Be careful with the amount of space you have in between the wires of your bird’s cage. When you first bring your bird home they will try to make an attempt on escaping since they are insecure.

That is why it is recommended for you to have a small amount of space in between the wires, just enough for your bird to hold onto.

Colors

The color of the cage has no effect on the parakeets whatsoever. It can simply be something that will enhance the spirit of your birds home.

And there is a surprising variety of colors to choose from when looking into parakeet bird cages.

Hygiene Precautions

Birds create their own germs. And they do this by their own waste. If their waste is kept inside their cage for a long time then the germs start to grow and multiply and eventually spread to the entirety of the cage.

You should always clean up the waste your birds drop.

At least once a week you should spray the cage with an anti-germ liquid, and if you fail to do this at least once a month the germs can make your bird become ill.

For the well-being of your bird, use the spray.

Before you use the spray (if it is not safe for your birds to be around), remove your parakeets and place them elsewhere while you clean it.

You should spray the cage and leave it for at least 10 minutes before wiping it down and placing your birds back inside.

Have a Food Bowl and Water Drinker Attached

This is important to have in any bird cage though something to be aware of is to have the food bowl and water drinker mounted to the bars of the cage. Having them mounted keeps the bowls away from the bottom of the cage.

And that keeps the bowls from being tipped over or having any of the birds waste fall into it.

If you happen to have more than one bird in a cage make sure to have a separate food bowl for each of them so that the bird who has more of a dominant characteristic won’t fight the others for food.

Bring in Some Toys

Parakeets are an energetic bunch, and they will need some mental stimulation within their cage. You can provide this by bringing in various kinds of parakeet toys.

Parakeets enjoy toys with mirrors attached, bells, and ladders to climb upon.

Overall, toys are needed in order for your parakeet to maintain their health, and it is an easy way to keep them entertained.

Feeding Your Parakeet

Your parakeet’s diet will be an important aspect to their overall happiness, a parakeet that is well fed will grow into a happy and healthy bird. It is important to treat your parakeet with care since they are a living, breathing animal.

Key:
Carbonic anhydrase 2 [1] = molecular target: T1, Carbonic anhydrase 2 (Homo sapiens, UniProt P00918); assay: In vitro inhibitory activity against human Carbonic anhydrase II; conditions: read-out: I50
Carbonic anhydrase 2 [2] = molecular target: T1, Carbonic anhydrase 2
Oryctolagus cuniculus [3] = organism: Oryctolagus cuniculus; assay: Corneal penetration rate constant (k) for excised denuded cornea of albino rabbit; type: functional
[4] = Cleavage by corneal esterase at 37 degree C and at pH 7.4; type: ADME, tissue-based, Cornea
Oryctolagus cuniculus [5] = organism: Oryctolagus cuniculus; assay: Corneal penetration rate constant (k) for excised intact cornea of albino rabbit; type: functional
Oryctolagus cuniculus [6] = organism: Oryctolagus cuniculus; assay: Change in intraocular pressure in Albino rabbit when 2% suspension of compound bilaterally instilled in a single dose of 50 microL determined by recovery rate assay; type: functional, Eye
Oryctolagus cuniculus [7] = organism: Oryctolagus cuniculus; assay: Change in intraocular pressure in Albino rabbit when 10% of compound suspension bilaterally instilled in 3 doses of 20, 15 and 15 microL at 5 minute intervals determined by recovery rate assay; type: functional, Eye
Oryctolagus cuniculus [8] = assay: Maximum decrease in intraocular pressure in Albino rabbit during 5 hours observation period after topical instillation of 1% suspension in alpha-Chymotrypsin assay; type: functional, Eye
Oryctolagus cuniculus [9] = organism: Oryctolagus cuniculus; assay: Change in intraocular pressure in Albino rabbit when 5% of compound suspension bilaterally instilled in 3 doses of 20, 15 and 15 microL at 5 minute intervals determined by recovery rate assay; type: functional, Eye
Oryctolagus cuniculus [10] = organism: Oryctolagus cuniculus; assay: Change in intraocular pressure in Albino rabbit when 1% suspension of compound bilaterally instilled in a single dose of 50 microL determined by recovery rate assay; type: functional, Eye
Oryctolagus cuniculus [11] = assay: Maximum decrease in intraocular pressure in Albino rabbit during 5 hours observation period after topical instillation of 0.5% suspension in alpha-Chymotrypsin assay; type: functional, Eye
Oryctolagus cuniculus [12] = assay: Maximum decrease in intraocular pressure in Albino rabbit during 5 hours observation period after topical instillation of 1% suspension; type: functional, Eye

Seed Mixtures

Seed diets offer a good mix to a Parakeets somewhat basic diet. They can receive a mix of components that will benefit their health. Vitamin pellets, dried fruit, and other greens are some things that a good seed diet offers.

Though, even the very best of seed mixtures do not offer everything your parakeet needs for optimal health. So keep in mind this seed mixture is just apart of your bird’s core nutrition.

You can provide a small dish for your bird to nibble on throughout the day and since parakeets only eat the top layer you will have to empty out the seed dish at the end of every day.

You can also clean the food dish completely after every couple of days to ensure that there will be no lingering bacteria growing in their food.

The Pellet Diet

Your Parakeet can do well on a diet of pellets.

Feeding your parakeet a diet of seed is common for the parakeets that are surviving in the wild. Though, that diet can also be a place where bacterial infection can grow and cause the lifespan and health of your pet to lower.

You should highly consider having your parakeet’s diet consist of pellets (only 60-70%). Most birds can adapt rather well to pellets. Though, fair warning some may reject them as well.

It can take two weeks for your bird to become completely converted to the diet of pellets. As most birds (about 90%) become converted as well.

A way to help the conversion of your bird you can follow this plan:

  • You can give your bird(s) seed for about an hour in the morning and an hour at night.
  • The time in between their morning and night feed you can let them snack on pellets.
  • If your bird doesn’t switch in about two weeks then they will eventually switch after a short amount of time of going back to their seed diet.

Another way to try and help your parakeet become used to eating pellets as apart of their diet is to simply mix their normal seed mixture and add in some pellets. You can gradually add more as time passes.

Give Fresh Food

You will also need to supplement your parakeet with seed mixes, fresh fruit, and vegetables.

Some fresh fruit or vegetables that will benefit the health of your bird alongside their diet of pellet and seed are:

  • Kale
  • Beets
  • Peas
  • Carrots
  • Parsley
  • Cooked yams
  • Sliced apples
  • Mandarin oranges
  • Citrus (and anything else like it)

If you are conscious when mixing up the types of fruit and veggies your give your bird (this also means not giving them the same fresh food two days in a row) then they won’t suffer from any dietary overload.

Some tips to feeding them these kinds of fruits and veggies are:

  • Clipping the apples or carrots into bars that way you bird can easily peck at it. (for any larger fruit or veggies you can chop them up or put them into a food processor.

Dangerous Foods

10607417 – warning danger sign

hocolate and avocado can be deadly for birds, so do not ever offer a taste to your parakeet even if they seem interested. An example of this would be candy bars or guacamole. The candy bar includes chocolate while the guacamole includes avocado. Therefore it should be avoided.